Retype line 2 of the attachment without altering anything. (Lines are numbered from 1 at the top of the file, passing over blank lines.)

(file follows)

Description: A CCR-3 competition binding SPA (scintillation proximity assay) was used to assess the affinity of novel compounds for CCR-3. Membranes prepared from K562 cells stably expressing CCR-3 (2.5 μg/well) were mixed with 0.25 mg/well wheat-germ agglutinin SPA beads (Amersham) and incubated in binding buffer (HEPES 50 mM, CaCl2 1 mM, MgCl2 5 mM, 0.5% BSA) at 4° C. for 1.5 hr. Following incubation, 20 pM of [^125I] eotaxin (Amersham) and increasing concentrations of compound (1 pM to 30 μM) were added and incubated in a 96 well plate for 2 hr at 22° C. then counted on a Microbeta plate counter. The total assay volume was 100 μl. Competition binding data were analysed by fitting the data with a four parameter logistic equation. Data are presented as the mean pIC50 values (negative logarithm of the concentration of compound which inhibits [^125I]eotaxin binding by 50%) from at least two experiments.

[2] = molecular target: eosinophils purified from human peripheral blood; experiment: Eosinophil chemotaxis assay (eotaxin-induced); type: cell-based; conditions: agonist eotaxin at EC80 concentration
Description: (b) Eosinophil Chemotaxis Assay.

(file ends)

[2] = molecular target: eosinophils purified from human peripheral blood; experiment: Eosinophil chemotaxis assay (eotaxin-induced); type: cell-based; conditions: agonist eotaxin at EC80 concentration